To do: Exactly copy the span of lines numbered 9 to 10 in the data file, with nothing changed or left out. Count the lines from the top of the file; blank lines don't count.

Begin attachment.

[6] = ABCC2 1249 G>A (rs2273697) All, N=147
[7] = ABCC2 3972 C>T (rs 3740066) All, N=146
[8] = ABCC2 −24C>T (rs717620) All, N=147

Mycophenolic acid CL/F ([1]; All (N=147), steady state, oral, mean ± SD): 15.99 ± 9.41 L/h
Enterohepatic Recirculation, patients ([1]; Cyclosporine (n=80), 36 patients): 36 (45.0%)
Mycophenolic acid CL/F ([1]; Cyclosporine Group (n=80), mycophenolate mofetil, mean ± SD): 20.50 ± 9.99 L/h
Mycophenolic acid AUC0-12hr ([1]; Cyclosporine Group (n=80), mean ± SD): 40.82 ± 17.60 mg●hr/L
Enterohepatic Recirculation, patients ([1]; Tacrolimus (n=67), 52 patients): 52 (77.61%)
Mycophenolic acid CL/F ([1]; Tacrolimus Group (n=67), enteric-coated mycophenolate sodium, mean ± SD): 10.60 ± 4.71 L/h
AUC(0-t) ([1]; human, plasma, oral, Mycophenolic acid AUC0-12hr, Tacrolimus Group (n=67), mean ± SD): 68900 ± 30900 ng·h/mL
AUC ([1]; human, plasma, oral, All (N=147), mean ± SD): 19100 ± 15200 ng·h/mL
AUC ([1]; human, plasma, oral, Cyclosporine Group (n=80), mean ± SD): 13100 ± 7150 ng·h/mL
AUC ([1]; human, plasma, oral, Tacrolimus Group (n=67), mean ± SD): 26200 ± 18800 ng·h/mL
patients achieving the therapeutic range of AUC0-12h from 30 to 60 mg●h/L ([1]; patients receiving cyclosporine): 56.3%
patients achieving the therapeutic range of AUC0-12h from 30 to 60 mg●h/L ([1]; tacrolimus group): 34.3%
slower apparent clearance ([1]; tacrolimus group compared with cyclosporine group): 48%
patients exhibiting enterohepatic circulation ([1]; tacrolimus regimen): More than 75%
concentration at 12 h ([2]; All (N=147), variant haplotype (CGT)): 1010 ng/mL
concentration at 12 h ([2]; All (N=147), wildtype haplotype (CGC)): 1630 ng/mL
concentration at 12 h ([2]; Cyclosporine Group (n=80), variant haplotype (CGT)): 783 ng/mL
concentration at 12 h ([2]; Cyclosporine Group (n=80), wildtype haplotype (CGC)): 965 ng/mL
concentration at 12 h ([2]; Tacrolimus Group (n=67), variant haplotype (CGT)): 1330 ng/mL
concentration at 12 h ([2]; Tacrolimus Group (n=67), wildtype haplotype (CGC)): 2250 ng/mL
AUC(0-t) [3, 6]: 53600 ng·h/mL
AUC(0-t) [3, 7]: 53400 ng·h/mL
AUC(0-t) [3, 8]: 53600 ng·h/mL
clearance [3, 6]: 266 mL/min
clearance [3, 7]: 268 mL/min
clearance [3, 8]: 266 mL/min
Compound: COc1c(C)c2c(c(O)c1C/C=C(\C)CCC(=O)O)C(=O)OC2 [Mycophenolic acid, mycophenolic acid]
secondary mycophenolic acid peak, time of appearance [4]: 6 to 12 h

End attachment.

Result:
Mycophenolic acid CL/F ([1]; Tacrolimus Group (n=67), enteric-coated mycophenolate sodium, mean ± SD): 10.60 ± 4.71 L/h
AUC(0-t) ([1]; human, plasma, oral, Mycophenolic acid AUC0-12hr, Tacrolimus Group (n=67), mean ± SD): 68900 ± 30900 ng·h/mL